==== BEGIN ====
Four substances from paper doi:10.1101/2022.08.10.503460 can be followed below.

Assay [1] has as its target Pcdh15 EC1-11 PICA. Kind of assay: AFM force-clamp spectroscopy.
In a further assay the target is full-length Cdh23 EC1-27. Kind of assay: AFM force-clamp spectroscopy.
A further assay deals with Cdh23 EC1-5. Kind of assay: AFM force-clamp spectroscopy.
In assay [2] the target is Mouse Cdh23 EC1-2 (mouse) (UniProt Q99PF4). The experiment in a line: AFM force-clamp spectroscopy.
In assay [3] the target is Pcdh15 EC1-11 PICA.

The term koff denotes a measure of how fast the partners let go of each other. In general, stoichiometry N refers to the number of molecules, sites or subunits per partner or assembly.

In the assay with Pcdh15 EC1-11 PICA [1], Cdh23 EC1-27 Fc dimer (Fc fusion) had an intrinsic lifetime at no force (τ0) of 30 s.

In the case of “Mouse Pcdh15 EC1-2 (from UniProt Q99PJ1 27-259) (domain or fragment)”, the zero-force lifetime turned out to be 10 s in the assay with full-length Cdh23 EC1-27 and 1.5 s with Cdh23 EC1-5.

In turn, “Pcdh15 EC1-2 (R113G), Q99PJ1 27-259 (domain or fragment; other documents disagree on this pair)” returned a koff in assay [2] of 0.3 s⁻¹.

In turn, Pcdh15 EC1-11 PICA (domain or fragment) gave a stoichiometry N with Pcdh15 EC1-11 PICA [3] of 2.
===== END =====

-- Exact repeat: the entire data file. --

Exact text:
Four substances from paper doi:10.1101/2022.08.10.503460 can be followed below.

Assay [1] has as its target Pcdh15 EC1-11 PICA. Kind of assay: AFM force-clamp spectroscopy.
In a further assay the target is full-length Cdh23 EC1-27. Kind of assay: AFM force-clamp spectroscopy.
A further assay deals with Cdh23 EC1-5. Kind of assay: AFM force-clamp spectroscopy.
In assay [2] the target is Mouse Cdh23 EC1-2 (mouse) (UniProt Q99PF4). The experiment in a line: AFM force-clamp spectroscopy.
In assay [3] the target is Pcdh15 EC1-11 PICA.

The term koff denotes a measure of how fast the partners let go of each other. In general, stoichiometry N refers to the number of molecules, sites or subunits per partner or assembly.

In the assay with Pcdh15 EC1-11 PICA [1], Cdh23 EC1-27 Fc dimer (Fc fusion) had an intrinsic lifetime at no force (τ0) of 30 s.

In the case of “Mouse Pcdh15 EC1-2 (from UniProt Q99PJ1 27-259) (domain or fragment)”, the zero-force lifetime turned out to be 10 s in the assay with full-length Cdh23 EC1-27 and 1.5 s with Cdh23 EC1-5.

In turn, “Pcdh15 EC1-2 (R113G), Q99PJ1 27-259 (domain or fragment; other documents disagree on this pair)” returned a koff in assay [2] of 0.3 s⁻¹.

In turn, Pcdh15 EC1-11 PICA (domain or fragment) gave a stoichiometry N with Pcdh15 EC1-11 PICA [3] of 2.